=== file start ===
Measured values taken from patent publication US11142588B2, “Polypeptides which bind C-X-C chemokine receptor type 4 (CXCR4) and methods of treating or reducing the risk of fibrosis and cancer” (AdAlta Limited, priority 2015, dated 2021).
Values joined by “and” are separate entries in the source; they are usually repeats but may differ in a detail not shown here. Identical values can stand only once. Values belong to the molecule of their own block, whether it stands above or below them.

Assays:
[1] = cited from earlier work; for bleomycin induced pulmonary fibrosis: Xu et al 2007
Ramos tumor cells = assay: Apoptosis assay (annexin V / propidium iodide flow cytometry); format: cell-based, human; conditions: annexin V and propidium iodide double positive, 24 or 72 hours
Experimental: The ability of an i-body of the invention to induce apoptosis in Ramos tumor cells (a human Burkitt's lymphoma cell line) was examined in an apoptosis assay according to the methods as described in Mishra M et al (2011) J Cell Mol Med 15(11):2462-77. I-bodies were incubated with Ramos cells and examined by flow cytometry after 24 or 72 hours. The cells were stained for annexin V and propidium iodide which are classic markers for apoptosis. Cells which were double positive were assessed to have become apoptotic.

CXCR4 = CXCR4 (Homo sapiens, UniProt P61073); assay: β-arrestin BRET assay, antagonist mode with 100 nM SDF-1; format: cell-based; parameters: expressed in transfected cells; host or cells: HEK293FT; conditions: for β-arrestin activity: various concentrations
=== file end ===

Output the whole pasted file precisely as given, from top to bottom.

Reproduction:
Measured values taken from patent publication US11142588B2, “Polypeptides which bind C-X-C chemokine receptor type 4 (CXCR4) and methods of treating or reducing the risk of fibrosis and cancer” (AdAlta Limited, priority 2015, dated 2021).
Values joined by “and” are separate entries in the source; they are usually repeats but may differ in a detail not shown here. Identical values can stand only once. Values belong to the molecule of their own block, whether it stands above or below them.

Assays:
[1] = cited from earlier work; for bleomycin induced pulmonary fibrosis: Xu et al 2007
Ramos tumor cells = assay: Apoptosis assay (annexin V / propidium iodide flow cytometry); format: cell-based, human; conditions: annexin V and propidium iodide double positive, 24 or 72 hours
Experimental: The ability of an i-body of the invention to induce apoptosis in Ramos tumor cells (a human Burkitt's lymphoma cell line) was examined in an apoptosis assay according to the methods as described in Mishra M et al (2011) J Cell Mol Med 15(11):2462-77. I-bodies were incubated with Ramos cells and examined by flow cytometry after 24 or 72 hours. The cells were stained for annexin V and propidium iodide which are classic markers for apoptosis. Cells which were double positive were assessed to have become apoptotic.

CXCR4 = CXCR4 (Homo sapiens, UniProt P61073); assay: β-arrestin BRET assay, antagonist mode with 100 nM SDF-1; format: cell-based; parameters: expressed in transfected cells; host or cells: HEK293FT; conditions: for β-arrestin activity: various concentrations